Lunch out and coffee, or a year of freedom?


After a month tracking expenses I was horrified to find that lunch and coffee was costing me a year of freedom!


Let me explain. I’m lazy at the best of times, so food prep was never top of my list of stuff to do. It wasn’t anywhere near my list of stuff to do truth be told, until I saw what it was costing me.


I ate out at lunch and had a mid-afternoon coffee every single day bar none. Burrito with chips Monday, Tuesday, Wednesday, Jerk Chicken from the food market near the office on Thursday and Friday. When you add in the coffee, I was nudging £10 on a daily basis.


Given a 253 day working year (as 2016 is in the UK), and subtract the 25 days holidays, and that’s £2280 a year. Fuck. Maybe I’ll knock the coffee on the head and give this meal prep malarky a go…


Meal Prep, a Necessary Evil

So I did. Since we’ve started paying more attention to unnecessary expenses, we’ve begun grocery shopping at Lidl. Their products are just as good, if not better, than their competitors. Biggest difference is the lower price, no complaints about that.


So we shop on a Saturday, and meal prep on a Sunday afternoon. At this point, other of the more positive bloggers in this space would talk about how wonderful it is to learn new recipes, cook their own food, spend quality time with our partner in the kitchen, etc… Maybe that’s true for them. Not for me though, if I’m honest, it’s a bit of a ballache. To my detriment, I’m more of a Karl Pilkington than a Mr Money Moustache in that sense. But keep reading and I’ll explain why I think it’s worth it.


Karl Pilkington

And if you fancy giving this a try, I’ve two tips for you:

  1. Get loads of Tupperware
  2. Make some space in the freezer


When it comes to food, I’m not fussy about variety and am more than happy to eat the same meal for lunch every day, so I often do. My go to meal is lasagne. Followed by a curry. If you’re fussy, best you spend some extra time making two or three meals in one go, box and freezer them, and use for lunch and dinner during the week. You’ll find what’s best for you. Anyway, I digress. Let’s break down the numbers for lasagne.


Significant Savings

To make a 6 portion dish I use:


  • 750g Mince @ £3.73
  • 3 Peppers @ 75p
  • 1 Onion @ 5p
  • 1/2 Garlic @15p
  • 1 Chile Pepper @ 13p
  • 1 Passata @35p
  • 1 White Sauce @ 75p
  • 1/2 Pack Lasagne Sheets @30p
  • Grated Cheese @80p
  • A sprinkle of Paprika @ 5p


Which totals to £7.06. Now let’s round up to £7.50 to account for the fact we’ve used the oven and washed the dishes. That’s a grand total of £1.25 per meal, or £316 per year. Now because I’m an inherently lazy human being I won’t cod you all by pretending that I’ll make a packed lunch every day. For arguments sake, let’s say I’ll fall off the wagon once a week. That’s still £760 per year, which saves me a grand total of £1520 every year I keep this up.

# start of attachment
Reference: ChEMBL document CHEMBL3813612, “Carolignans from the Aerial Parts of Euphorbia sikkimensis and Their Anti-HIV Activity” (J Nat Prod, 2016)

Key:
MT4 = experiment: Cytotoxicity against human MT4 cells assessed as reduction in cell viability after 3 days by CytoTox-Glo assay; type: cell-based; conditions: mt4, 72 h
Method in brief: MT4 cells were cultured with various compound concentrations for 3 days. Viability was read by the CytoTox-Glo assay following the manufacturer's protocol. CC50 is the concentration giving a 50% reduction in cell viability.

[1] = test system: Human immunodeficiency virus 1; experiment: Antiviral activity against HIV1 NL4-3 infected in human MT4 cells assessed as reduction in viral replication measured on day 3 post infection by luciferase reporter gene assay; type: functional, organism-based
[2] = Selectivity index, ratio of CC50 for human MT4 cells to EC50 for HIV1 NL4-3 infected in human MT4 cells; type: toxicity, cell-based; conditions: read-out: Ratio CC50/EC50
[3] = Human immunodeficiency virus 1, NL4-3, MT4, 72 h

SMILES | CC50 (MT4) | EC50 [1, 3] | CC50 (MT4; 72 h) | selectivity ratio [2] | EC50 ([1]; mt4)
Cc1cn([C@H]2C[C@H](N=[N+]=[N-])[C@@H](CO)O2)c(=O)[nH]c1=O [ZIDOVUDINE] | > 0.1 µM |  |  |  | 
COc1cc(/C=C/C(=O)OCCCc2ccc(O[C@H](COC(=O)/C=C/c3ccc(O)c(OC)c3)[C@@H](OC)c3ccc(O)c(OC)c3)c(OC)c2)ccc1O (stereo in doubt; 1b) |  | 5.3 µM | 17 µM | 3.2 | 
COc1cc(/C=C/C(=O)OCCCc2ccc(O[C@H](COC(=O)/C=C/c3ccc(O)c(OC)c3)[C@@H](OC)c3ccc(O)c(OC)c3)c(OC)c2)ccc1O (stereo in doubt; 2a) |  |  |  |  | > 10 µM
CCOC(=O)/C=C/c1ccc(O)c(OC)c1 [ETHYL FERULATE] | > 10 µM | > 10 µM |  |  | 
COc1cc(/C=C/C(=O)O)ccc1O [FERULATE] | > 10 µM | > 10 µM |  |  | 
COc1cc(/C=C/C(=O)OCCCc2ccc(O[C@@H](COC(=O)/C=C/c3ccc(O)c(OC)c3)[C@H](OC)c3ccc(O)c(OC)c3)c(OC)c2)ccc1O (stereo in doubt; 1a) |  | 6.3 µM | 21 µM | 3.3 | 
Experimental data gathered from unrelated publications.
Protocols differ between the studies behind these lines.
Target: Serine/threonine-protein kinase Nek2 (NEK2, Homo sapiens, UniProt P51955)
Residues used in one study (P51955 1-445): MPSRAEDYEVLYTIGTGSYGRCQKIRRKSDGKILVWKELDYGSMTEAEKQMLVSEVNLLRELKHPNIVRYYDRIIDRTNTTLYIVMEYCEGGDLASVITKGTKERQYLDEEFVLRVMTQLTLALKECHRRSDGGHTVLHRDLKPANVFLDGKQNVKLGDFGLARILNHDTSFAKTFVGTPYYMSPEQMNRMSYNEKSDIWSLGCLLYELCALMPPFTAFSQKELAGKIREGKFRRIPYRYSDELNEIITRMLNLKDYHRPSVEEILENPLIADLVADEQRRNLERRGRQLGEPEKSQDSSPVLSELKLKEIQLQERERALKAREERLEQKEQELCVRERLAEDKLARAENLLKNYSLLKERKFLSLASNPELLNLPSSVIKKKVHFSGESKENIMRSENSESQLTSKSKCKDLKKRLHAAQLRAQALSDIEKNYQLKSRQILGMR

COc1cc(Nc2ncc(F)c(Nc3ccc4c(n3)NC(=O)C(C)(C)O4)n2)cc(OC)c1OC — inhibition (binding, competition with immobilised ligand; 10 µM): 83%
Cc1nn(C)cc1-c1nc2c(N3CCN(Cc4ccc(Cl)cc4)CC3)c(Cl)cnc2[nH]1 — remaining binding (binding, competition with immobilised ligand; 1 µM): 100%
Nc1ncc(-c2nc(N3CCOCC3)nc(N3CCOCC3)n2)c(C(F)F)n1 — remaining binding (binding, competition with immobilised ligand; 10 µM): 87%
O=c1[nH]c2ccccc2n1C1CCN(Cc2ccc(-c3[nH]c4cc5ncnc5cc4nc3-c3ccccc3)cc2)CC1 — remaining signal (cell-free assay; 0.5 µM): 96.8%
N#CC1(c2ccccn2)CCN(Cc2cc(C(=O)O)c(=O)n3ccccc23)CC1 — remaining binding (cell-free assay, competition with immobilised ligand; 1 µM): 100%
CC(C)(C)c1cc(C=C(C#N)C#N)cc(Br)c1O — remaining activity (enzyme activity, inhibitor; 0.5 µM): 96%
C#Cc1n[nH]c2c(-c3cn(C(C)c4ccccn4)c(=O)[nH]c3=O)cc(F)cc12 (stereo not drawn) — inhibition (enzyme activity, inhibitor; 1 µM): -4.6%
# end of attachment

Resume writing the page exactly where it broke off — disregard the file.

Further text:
Right, two things.


Number one, I need £1520 less every year to live off in retirement if I can make this a habit. Applying a 4% withdrawal rate that means my FU stash can be £38,000 lighter. To net this amount on my current salary, I’d be chained to the desk for almost another year.


Number two, if I invest the £1520 instead of spending it, and assuming a conservative rate of return of 5%, I would retire even earlier as I’ll be adding this to my FU stash rather than taking it away. Here’s what it’ll bulk up the stash by around my target retirement window:


Year 10  £  20,074.32
Year 11  £  22,674.03
Year 12  £  25,403.73
Year 13  £  28,269.92
Year 14  £  31,279.42
Year 15  £  34,439.39



Now I fully acknowledge that spending Sunday afternoon preparing food isn’t for everyone. So what were my alternatives?


Work canteen

Pros: Cheap hot meals

Cons: Tastes like cardboard.

Verdict: Maybe the canteen in your office is better than mine. Even still, it will likely cost less than a tenner, but more than £3. So let’s guestimate that it’ll cost me 6 more months in work.


Meal deal from local shop

Pros: Cheap and cheerful

Cons: Usually includes fizzy drink/crisps/bar and questionable looking sandwich.

Verdict: I’ll save a year of my life, but will slowly poison my body! This wouldn’t tie in with treating my body like my most valuable asset, as laid out in my Personal Mission Statement.


Prepare something less time consuming (eg: sandwich)

Pros: Made fresh, by me, to my liking. Quick.

Cons: Probably not as satisfying as a hot meal.

Verdict: Will be just as cheap as preparing a hot meal, and will save me a year of my life. This one gets the silver medal.


Is meal prepping worth it? For me, absolutely, I get a year of my life back 🙂



The Fire Place

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